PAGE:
Author: John Scalzi
Publisher: Tor Books
Release Date: 2007-04-17
Retired from his fighting days, John Perry is now village ombudsman for a human colony on distant Huckleberry. With his wife, former Special Forces warrior Jane Sagan, he farms several acres, adjudicates local disputes, and enjoys watching his adopted daughter grow up. That is, until his and Jane's past reaches out to bring them back into the game--as leaders of a new human colony, to be peopled by settlers from all the major human worlds, for a deep political purpose that will put Perry and Sagan back in the thick of interstellar politics, betrayal, and war. Old Man's War Series #1 Old Man’s War #2 The Ghost Brigades #3 The Last Colony #4 Zoe’s Tale #5 The Human Division #6 The End of All Things Short fiction: “After the Coup” Other Tor Books The Android’s Dream Agent to the Stars Your Hate Mail Will Be Graded Fuzzy Nation Redshirts Lock In The Collapsing Empire (forthcoming) At the Publisher's request, this title is being sold without Digital Rights Management Software (DRM) applied.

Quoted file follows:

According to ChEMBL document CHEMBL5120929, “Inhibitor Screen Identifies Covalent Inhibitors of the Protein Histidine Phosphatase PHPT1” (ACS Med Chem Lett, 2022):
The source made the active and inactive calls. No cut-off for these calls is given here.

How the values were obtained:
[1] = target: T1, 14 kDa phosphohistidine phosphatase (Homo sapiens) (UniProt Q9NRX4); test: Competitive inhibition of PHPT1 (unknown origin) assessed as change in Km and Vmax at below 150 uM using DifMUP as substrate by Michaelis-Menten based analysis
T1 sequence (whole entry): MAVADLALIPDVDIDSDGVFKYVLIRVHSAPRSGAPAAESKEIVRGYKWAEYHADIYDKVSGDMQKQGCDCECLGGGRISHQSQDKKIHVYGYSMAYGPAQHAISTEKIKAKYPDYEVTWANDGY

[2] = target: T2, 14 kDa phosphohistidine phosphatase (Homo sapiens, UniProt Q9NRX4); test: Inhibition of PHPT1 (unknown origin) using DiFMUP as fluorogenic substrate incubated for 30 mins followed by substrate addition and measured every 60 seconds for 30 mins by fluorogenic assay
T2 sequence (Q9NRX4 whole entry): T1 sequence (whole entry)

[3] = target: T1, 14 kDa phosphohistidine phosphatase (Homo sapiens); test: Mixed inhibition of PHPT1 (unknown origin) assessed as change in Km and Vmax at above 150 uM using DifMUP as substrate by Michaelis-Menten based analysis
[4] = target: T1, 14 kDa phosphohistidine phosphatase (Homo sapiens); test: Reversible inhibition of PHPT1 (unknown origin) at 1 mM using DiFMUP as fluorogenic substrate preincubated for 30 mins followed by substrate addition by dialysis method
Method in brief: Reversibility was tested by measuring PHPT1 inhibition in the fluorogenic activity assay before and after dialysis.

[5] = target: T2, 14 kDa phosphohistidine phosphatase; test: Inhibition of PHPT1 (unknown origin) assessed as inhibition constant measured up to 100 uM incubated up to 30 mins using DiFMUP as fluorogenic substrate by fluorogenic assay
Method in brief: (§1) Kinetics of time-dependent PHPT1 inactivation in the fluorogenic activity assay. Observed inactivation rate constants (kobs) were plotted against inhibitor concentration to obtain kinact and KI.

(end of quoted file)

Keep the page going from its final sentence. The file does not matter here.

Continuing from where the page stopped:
Serving his human colony on distant Huckleberry as a village ombudsman, retired fighter John Perry looks forward to settling into farm life with his wife and adopted daughter before he is reluctantly drawn back into the dangerous interstellar politics of his past. 50,000 first printing.
Author: John Scalzi
Publisher: Pan Macmillan
Release Date: 2010-11-23